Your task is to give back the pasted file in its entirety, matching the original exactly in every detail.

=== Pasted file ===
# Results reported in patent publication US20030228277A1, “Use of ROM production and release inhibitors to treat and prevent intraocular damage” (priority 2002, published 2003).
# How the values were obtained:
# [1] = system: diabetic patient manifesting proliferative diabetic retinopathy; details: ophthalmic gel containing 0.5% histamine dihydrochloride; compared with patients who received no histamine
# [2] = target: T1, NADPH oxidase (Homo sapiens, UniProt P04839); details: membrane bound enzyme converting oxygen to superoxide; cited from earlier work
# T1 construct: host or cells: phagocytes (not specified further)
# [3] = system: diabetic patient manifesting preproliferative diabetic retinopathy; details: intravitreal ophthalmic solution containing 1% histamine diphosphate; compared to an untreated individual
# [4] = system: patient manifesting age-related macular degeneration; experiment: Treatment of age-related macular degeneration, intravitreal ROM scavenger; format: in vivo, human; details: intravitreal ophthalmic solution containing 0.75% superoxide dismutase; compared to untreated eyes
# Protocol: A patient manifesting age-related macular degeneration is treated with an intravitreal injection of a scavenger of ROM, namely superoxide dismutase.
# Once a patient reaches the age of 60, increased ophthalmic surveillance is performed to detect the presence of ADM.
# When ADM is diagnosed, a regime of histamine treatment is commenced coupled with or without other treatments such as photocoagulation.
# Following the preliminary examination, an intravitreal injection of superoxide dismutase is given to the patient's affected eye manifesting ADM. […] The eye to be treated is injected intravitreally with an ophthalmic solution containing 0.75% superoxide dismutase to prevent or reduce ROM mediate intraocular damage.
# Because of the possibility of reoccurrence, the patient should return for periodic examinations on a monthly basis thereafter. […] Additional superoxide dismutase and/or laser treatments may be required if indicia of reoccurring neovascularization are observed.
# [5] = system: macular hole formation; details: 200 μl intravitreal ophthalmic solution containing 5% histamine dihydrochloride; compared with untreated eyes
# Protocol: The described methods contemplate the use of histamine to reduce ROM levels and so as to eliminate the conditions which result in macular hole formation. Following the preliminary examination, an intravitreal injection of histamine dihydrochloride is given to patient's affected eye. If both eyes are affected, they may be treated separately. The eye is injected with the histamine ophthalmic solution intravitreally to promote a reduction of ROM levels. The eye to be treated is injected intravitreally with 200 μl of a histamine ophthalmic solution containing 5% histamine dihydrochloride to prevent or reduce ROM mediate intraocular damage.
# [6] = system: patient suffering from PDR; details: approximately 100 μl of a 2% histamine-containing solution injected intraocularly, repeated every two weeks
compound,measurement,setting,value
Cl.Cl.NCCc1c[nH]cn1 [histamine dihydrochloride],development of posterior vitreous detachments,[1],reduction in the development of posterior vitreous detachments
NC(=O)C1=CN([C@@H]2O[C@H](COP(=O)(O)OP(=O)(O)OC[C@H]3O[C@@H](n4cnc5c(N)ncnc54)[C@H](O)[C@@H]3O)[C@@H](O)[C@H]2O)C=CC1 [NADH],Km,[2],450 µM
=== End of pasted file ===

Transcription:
# Results reported in patent publication US20030228277A1, “Use of ROM production and release inhibitors to treat and prevent intraocular damage” (priority 2002, published 2003).
# How the values were obtained:
# [1] = system: diabetic patient manifesting proliferative diabetic retinopathy; details: ophthalmic gel containing 0.5% histamine dihydrochloride; compared with patients who received no histamine
# [2] = target: T1, NADPH oxidase (Homo sapiens, UniProt P04839); details: membrane bound enzyme converting oxygen to superoxide; cited from earlier work
# T1 construct: host or cells: phagocytes (not specified further)
# [3] = system: diabetic patient manifesting preproliferative diabetic retinopathy; details: intravitreal ophthalmic solution containing 1% histamine diphosphate; compared to an untreated individual
# [4] = system: patient manifesting age-related macular degeneration; experiment: Treatment of age-related macular degeneration, intravitreal ROM scavenger; format: in vivo, human; details: intravitreal ophthalmic solution containing 0.75% superoxide dismutase; compared to untreated eyes
# Protocol: A patient manifesting age-related macular degeneration is treated with an intravitreal injection of a scavenger of ROM, namely superoxide dismutase.
# Once a patient reaches the age of 60, increased ophthalmic surveillance is performed to detect the presence of ADM.
# When ADM is diagnosed, a regime of histamine treatment is commenced coupled with or without other treatments such as photocoagulation.
# Following the preliminary examination, an intravitreal injection of superoxide dismutase is given to the patient's affected eye manifesting ADM. […] The eye to be treated is injected intravitreally with an ophthalmic solution containing 0.75% superoxide dismutase to prevent or reduce ROM mediate intraocular damage.
# Because of the possibility of reoccurrence, the patient should return for periodic examinations on a monthly basis thereafter. […] Additional superoxide dismutase and/or laser treatments may be required if indicia of reoccurring neovascularization are observed.
# [5] = system: macular hole formation; details: 200 μl intravitreal ophthalmic solution containing 5% histamine dihydrochloride; compared with untreated eyes
# Protocol: The described methods contemplate the use of histamine to reduce ROM levels and so as to eliminate the conditions which result in macular hole formation. Following the preliminary examination, an intravitreal injection of histamine dihydrochloride is given to patient's affected eye. If both eyes are affected, they may be treated separately. The eye is injected with the histamine ophthalmic solution intravitreally to promote a reduction of ROM levels. The eye to be treated is injected intravitreally with 200 μl of a histamine ophthalmic solution containing 5% histamine dihydrochloride to prevent or reduce ROM mediate intraocular damage.
# [6] = system: patient suffering from PDR; details: approximately 100 μl of a 2% histamine-containing solution injected intraocularly, repeated every two weeks
compound,measurement,setting,value
Cl.Cl.NCCc1c[nH]cn1 [histamine dihydrochloride],development of posterior vitreous detachments,[1],reduction in the development of posterior vitreous detachments
NC(=O)C1=CN([C@@H]2O[C@H](COP(=O)(O)OP(=O)(O)OC[C@H]3O[C@@H](n4cnc5c(N)ncnc54)[C@H](O)[C@@H]3O)[C@@H](O)[C@H]2O)C=CC1 [NADH],Km,[2],450 µM